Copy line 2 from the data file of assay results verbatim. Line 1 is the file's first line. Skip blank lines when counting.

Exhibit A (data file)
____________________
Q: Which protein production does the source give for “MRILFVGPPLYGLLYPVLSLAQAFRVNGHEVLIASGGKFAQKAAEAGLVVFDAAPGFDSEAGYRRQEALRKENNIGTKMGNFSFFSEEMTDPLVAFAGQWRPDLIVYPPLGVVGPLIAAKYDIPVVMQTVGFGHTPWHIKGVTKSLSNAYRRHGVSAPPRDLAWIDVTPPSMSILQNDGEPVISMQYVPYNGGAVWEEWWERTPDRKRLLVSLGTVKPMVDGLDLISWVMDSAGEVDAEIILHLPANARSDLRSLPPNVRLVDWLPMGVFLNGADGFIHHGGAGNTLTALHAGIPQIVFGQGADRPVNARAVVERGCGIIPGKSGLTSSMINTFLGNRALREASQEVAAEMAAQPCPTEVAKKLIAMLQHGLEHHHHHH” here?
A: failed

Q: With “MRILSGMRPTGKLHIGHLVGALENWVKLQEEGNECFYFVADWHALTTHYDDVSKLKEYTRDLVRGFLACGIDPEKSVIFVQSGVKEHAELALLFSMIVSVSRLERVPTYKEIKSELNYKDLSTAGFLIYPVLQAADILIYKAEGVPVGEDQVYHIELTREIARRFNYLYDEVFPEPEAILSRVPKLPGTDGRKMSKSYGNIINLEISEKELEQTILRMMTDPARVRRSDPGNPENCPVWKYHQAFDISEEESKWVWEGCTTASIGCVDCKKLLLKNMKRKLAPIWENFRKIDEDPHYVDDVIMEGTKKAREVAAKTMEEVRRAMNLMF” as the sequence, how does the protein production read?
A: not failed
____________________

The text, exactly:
A: failed